Not the recalls; the actual baby food. Babies do not actually need to eat a separate product designed just for 6-24 months. Things like rice cereal have almost no nutritional value; bananas are already soft and do not need to be puréed, soft cooked vegetables can be cut into very small pieces, etc. Not to mention the bizarre combination purées that no one would ever mix together for any other age.
Oh definitely. I never understood that part either. I would think it’s cheaper and fresher to get some veggies and purree them in the long run.
 

naturalgyrl5199

Well-Known Member
This is why I intend to make my own baby foods from scratch and rely on family tradition.
You'll have to grow your own then.....Make sure you test the soil. Call your local Dept of Agriculture to come and test it. Or do Hydroponic growing and don't worry about soil at all.

Also make sure you use Heirloom seeds. Most of it is GMO or Hybrid.

USDA actually told organic farms to address this (in their initial response this year) because many organic baby foods had high levels in their products as well. Right now we have an ongoing issue with soil contamination in this country everywhere.

The companies pushing back are right that the levels are high due to no fault of their own--but its not a "natural occurrence" as they claim....its really that the US has a real soil contamination problem. But when people refuse to vote locally, or we don't demand to know where ppl stand on the environment, this is what you get.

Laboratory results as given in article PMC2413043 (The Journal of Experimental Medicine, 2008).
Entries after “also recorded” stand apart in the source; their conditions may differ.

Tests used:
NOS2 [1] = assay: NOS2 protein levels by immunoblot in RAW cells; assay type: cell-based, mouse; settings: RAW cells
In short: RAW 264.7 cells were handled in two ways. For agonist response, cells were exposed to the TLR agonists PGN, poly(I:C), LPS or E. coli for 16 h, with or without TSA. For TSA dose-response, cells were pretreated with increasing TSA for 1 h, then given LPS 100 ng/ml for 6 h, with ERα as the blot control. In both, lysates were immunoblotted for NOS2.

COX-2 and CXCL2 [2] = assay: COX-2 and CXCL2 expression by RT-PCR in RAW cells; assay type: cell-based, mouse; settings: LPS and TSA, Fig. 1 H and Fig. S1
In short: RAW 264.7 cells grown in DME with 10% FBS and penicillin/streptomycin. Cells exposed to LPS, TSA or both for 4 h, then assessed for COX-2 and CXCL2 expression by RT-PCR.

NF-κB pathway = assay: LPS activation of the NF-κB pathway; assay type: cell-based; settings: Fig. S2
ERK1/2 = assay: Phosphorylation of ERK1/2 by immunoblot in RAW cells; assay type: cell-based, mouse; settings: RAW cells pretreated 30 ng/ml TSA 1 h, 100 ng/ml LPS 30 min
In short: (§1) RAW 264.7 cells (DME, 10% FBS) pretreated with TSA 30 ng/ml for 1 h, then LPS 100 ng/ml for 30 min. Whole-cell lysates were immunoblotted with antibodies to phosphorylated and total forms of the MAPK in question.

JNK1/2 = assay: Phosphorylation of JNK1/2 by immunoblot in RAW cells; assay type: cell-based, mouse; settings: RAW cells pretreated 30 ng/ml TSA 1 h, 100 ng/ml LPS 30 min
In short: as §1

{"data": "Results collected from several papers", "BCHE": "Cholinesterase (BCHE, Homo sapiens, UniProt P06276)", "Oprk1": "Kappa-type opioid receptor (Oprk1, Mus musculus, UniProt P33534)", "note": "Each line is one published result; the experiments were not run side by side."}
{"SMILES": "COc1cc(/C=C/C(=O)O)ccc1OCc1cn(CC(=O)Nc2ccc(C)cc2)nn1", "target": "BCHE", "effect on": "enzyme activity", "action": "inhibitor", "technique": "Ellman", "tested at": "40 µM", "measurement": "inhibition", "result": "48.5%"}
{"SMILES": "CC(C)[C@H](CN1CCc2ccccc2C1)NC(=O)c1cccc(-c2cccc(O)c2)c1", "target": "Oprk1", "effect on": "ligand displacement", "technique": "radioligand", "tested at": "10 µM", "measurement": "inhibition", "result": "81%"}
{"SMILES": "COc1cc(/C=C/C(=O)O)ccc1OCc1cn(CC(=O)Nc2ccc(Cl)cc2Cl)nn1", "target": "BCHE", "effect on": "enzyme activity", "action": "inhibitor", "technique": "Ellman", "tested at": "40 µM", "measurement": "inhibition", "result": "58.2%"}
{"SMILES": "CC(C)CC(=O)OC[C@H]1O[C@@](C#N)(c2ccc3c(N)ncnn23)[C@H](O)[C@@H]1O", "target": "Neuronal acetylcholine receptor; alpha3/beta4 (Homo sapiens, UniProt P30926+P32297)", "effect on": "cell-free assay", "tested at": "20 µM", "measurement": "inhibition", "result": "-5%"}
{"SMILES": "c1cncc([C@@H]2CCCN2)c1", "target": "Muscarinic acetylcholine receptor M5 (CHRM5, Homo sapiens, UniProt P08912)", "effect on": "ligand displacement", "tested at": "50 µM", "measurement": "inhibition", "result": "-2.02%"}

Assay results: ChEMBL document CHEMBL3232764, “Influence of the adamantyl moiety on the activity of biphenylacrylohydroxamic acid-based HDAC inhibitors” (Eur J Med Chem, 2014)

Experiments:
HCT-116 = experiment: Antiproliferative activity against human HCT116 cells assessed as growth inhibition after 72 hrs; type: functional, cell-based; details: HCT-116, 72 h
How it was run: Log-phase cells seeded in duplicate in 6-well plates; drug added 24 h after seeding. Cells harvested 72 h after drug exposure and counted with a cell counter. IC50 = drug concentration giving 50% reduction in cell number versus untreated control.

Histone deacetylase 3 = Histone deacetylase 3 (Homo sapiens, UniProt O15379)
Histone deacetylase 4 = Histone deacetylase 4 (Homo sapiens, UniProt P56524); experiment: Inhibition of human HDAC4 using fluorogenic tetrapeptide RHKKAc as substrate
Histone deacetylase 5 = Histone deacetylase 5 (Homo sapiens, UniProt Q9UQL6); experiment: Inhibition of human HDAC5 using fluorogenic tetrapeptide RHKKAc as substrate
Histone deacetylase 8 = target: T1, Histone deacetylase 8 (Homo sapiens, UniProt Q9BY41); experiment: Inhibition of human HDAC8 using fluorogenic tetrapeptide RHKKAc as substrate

Hydroponic growing brings great memories. We were playing around with this and being called crazy in grad school back in 2005-2007. It wasn't new then but not well known.... The technology is better now. You can order the raised columns on Amazon now.
 

naturalgyrl5199

Well-Known Member
Not the recalls; the actual baby food. Babies do not actually need to eat a separate product designed just for 6-24 months. Things like rice cereal have almost no nutritional value; bananas are already soft and do not need to be puréed, soft cooked vegetables can be cut into very small pieces, etc. Not to mention the bizarre combination purées that no one would ever mix together for any other age.
Oh definitely. I never understood that part either. I would think it’s cheaper and fresher to get some veggies and purree them in the long run.
The issue is economics and this wack society. As women moved into the workforce (think 1950's riiight when formula modernized and jarred baby food hit the scene), childrearing and childbearing was still expected full force at the same level.....